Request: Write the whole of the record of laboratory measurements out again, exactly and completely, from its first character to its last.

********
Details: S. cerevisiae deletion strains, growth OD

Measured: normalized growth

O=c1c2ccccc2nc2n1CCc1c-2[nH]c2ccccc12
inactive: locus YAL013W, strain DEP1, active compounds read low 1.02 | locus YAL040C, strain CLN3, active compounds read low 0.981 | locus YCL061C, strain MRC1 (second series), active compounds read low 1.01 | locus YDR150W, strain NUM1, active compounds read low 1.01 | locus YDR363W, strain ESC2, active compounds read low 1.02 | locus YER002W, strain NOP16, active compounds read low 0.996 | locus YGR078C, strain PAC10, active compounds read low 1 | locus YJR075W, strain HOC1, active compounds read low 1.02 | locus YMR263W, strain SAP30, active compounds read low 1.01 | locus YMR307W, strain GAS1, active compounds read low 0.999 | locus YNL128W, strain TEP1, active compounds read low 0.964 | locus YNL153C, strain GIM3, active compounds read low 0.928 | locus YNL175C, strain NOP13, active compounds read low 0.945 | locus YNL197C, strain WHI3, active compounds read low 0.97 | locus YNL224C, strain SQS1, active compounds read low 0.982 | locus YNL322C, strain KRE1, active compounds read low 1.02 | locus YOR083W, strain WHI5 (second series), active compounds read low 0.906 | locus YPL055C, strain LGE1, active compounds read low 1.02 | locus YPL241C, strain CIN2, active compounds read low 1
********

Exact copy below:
Details: S. cerevisiae deletion strains, growth OD

Measured: normalized growth

O=c1c2ccccc2nc2n1CCc1c-2[nH]c2ccccc12
inactive: locus YAL013W, strain DEP1, active compounds read low 1.02 | locus YAL040C, strain CLN3, active compounds read low 0.981 | locus YCL061C, strain MRC1 (second series), active compounds read low 1.01 | locus YDR150W, strain NUM1, active compounds read low 1.01 | locus YDR363W, strain ESC2, active compounds read low 1.02 | locus YER002W, strain NOP16, active compounds read low 0.996 | locus YGR078C, strain PAC10, active compounds read low 1 | locus YJR075W, strain HOC1, active compounds read low 1.02 | locus YMR263W, strain SAP30, active compounds read low 1.01 | locus YMR307W, strain GAS1, active compounds read low 0.999 | locus YNL128W, strain TEP1, active compounds read low 0.964 | locus YNL153C, strain GIM3, active compounds read low 0.928 | locus YNL175C, strain NOP13, active compounds read low 0.945 | locus YNL197C, strain WHI3, active compounds read low 0.97 | locus YNL224C, strain SQS1, active compounds read low 0.982 | locus YNL322C, strain KRE1, active compounds read low 1.02 | locus YOR083W, strain WHI5 (second series), active compounds read low 0.906 | locus YPL055C, strain LGE1, active compounds read low 1.02 | locus YPL241C, strain CIN2, active compounds read low 1